This eclectic mix of the unvaccinated makes up just under a quarter of the population, almost an exact mirror image of those who demand compulsory vaccination. It seems that those who are vaccinated are pushing for the unjabbed to step up in the hope of putting an end to the unpopular lockdown cycle.
Gone are the days where free sausages were offered to those who agreed to get the jab, and nightclubs were hailed as the perfect venues to get through to the younger demographics. Instead, Merkel has suggested that even those who had already been double jabbed that their ‘vaccination status will not be retained without the booster.’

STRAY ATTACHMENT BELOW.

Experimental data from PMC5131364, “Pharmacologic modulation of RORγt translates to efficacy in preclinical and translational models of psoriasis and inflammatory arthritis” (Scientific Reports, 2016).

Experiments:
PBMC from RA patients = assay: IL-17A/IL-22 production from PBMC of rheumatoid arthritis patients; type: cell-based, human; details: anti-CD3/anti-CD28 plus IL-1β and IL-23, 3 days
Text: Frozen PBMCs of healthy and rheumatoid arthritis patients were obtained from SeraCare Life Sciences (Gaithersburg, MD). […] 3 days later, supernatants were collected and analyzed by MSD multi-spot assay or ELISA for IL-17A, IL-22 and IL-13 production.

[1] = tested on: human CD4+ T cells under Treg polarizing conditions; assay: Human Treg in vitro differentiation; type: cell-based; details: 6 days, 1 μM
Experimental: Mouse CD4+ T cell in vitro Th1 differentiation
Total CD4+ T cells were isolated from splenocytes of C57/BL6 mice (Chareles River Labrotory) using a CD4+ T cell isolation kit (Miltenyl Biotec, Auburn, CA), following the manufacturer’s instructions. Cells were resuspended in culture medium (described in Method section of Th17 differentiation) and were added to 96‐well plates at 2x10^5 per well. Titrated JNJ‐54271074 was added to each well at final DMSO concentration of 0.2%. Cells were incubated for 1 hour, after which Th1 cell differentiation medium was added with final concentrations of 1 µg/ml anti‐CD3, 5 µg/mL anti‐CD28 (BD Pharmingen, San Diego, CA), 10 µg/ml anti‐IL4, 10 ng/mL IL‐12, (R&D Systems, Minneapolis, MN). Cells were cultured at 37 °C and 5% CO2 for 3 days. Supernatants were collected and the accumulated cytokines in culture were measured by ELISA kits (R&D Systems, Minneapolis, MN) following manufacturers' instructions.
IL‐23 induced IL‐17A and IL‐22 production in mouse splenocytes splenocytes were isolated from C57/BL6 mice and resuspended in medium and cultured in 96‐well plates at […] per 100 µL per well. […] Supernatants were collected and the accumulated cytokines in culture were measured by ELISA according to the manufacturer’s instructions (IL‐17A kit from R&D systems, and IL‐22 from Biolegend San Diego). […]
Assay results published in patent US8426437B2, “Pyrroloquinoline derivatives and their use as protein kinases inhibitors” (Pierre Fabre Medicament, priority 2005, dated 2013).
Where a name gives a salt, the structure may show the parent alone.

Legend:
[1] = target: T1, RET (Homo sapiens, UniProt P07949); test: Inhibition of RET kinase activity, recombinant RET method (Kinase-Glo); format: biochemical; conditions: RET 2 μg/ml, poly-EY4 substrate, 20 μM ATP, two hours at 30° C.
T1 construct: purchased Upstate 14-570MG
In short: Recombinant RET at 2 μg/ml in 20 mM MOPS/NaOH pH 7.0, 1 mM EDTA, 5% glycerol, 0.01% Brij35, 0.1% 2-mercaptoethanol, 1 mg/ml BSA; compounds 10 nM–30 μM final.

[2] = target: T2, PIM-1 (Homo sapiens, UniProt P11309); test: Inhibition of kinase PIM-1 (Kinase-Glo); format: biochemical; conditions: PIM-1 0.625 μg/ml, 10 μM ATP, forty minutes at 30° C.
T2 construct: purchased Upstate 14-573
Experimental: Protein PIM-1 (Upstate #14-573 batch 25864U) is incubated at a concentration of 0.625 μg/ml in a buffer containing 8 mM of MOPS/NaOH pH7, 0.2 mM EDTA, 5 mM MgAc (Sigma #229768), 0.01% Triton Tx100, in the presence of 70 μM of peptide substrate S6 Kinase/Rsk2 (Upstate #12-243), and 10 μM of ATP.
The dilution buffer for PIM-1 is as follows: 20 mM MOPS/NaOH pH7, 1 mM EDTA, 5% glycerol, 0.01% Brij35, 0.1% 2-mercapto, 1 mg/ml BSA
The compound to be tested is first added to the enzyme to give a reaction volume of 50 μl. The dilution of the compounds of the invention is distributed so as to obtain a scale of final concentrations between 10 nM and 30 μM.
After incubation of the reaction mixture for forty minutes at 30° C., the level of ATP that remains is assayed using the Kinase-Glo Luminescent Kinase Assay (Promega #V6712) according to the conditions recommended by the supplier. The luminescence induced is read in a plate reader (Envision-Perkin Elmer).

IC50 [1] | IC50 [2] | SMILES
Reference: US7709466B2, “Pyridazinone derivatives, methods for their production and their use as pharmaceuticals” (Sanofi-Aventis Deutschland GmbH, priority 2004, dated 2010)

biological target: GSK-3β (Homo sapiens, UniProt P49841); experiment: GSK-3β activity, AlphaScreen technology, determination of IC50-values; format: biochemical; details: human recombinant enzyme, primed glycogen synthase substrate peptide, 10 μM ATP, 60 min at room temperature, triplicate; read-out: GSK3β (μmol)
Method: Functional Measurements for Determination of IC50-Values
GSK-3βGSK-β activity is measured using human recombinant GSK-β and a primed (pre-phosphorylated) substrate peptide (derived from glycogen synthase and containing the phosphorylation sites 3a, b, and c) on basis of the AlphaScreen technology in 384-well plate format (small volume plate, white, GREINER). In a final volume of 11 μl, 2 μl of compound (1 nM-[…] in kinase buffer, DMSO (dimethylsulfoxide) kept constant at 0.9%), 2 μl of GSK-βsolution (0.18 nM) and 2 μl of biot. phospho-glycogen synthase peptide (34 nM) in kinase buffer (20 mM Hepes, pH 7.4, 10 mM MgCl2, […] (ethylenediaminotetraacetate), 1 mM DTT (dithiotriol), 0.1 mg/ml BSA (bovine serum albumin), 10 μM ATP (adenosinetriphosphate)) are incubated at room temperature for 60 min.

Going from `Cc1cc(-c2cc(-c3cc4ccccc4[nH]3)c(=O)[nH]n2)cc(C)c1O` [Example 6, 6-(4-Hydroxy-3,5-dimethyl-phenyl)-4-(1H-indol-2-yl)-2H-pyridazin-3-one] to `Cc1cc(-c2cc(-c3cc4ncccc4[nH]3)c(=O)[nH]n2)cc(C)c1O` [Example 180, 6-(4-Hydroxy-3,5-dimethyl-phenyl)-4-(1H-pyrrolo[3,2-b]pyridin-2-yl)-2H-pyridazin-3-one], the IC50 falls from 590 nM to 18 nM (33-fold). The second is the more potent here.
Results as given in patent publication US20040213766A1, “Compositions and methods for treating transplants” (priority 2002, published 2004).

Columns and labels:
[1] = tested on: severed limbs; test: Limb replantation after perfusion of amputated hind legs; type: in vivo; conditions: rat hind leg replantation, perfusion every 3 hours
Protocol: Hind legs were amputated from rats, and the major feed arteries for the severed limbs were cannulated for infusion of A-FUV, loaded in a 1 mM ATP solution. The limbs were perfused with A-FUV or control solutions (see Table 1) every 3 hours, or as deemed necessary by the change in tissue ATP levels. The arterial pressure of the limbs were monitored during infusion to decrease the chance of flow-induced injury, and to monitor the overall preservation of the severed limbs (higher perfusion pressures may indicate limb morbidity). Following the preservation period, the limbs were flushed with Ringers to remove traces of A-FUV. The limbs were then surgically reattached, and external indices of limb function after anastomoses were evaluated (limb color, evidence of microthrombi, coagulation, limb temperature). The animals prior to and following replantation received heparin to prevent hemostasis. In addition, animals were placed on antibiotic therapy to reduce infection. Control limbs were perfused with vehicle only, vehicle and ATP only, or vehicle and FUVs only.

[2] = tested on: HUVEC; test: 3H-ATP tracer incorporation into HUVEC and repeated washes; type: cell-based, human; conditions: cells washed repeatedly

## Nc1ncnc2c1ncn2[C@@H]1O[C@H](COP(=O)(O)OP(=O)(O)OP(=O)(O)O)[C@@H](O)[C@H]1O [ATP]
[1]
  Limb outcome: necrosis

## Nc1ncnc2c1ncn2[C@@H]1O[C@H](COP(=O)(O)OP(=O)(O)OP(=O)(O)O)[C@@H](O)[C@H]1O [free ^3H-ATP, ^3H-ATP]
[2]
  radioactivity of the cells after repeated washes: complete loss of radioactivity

Chancellor-in-waiting Olaf Scholz has also suddenly come out on the side of compulsory vaccination. In August, he claimed that ‘we do not want to introduce mandatory vaccination’. Now he is preparing the legislation to go through the Bundestag by February 2022. Even Christian Lindner, leader of the Free Liberals, has confirmed he would support the policy.
From left to right: Berlin’s Mayor Michael Mueller, Angela Merkel and Olaf Scholz (Getty Images)
But a forceful approach is doomed to backfire. Those who are happy to receive the vaccine have been given every opportunity. Those yet unvaccinated have made a conscious decision, often in spite of pressure from family members, colleagues and neighbours. State-enforced threats will only corner this group further and, in the case of conspiracy theorists, confirm fears of state violence.